Why is copper(I) complex more competent than dirhodium(II) complex in catalytic asymmetric O-H insertion reactions? A computational study of the metal carbenoid O-H insertion into water.J Am Chem Soc. 2009 Dec 16; 131(49):17783-5.JA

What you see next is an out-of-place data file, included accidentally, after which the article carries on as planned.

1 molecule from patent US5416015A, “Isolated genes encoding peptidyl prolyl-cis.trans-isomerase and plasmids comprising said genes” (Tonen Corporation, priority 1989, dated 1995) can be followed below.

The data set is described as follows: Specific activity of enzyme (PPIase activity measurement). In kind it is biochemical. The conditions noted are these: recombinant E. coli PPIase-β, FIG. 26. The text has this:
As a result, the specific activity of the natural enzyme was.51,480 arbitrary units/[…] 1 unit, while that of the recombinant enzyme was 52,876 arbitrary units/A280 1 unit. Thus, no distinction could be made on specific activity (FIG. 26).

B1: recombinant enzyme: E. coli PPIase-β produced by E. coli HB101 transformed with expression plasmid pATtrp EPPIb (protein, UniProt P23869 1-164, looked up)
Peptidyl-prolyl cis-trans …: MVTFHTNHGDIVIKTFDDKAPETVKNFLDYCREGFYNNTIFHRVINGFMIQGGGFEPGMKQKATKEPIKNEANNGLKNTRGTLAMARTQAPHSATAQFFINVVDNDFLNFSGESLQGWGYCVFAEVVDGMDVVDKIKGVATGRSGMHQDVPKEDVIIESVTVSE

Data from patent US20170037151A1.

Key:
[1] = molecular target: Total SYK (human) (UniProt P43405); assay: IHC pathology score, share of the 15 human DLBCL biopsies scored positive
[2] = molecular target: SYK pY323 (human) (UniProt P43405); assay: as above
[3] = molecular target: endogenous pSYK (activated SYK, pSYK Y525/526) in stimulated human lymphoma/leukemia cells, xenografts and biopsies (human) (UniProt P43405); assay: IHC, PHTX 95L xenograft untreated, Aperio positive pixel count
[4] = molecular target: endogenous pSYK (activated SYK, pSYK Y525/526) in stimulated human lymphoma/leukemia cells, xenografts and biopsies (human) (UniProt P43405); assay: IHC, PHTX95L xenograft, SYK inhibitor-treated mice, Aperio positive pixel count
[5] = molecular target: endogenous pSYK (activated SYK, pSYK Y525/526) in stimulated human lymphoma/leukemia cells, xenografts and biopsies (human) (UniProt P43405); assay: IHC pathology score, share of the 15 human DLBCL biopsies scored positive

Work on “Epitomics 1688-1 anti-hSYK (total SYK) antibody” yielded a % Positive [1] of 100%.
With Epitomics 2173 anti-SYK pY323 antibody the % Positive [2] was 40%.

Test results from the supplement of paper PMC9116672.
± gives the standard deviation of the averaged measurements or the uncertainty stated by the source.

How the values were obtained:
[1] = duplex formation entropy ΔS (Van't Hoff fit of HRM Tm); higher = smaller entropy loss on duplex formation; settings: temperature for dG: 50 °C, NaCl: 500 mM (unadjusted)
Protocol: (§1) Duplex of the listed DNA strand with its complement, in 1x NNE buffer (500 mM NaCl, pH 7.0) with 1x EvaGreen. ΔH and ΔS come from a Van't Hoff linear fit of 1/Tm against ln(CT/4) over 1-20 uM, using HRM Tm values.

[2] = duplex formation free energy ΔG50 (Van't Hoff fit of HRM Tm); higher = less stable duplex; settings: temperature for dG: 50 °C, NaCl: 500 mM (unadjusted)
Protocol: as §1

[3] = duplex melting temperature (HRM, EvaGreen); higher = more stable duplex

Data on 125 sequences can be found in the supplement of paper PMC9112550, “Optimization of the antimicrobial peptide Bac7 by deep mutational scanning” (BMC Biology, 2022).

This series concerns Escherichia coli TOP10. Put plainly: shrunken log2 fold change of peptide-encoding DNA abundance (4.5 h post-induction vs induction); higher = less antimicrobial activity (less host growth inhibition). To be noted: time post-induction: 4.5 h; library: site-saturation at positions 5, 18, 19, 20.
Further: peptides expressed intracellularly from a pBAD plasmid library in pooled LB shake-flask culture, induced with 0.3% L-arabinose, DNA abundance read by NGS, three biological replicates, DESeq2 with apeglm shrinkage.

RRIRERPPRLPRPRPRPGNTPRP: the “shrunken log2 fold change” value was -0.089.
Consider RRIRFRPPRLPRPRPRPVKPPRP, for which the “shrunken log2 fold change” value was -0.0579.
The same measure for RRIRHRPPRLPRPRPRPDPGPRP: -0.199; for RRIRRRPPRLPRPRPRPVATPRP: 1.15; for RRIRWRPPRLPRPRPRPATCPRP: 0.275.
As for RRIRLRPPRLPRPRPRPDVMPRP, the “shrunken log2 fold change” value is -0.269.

The asymmetric O-H insertion reaction is an ideal synthetic strategy for preparing optically pure alpha-alkoxy, alpha-aryloxy, and alpha-hydroxy carboxylic acid derivatives, which are valuable building blocks for the construction of natural products and other biologically active molecules. Surprisingly, to date there have been no reports of significant levels of enantiocontrol in the O-H insertions using chiral dirhodium(II) catalysts, which are powerful for asymmetric C-H insertions. Only recently, through the use of chiral copper catalysts, have highly enantioselective insertions of alpha-diazocarbonyl compounds into O-H bonds been achieved. To explain these interesting phenomena, density functional theory calculations have been conducted. The results show that in the Cu(I)-catalyzed system, the [1,2]-H shift process (the stereocenter formation step) favors the copper-associated ylide pathway. This ensures that when a chiral copper complex is used as the catalyst, the stereocenter forms in a chiral environment, which is the prerequisite for achieving enantioselectivity. In contrast, the free-ylide pathway is favored in the Rh(II)-catalyzed system. This significant difference renders the copper(I) complexes more competent than the dirhodium(II) complexes in catalytic asymmetric O-H insertions. In addition, it has been found for the first time that in transition-metal-catalyzed X-H insertions, water acts as an efficient proton-transport catalyst for the [1,2]-H shift.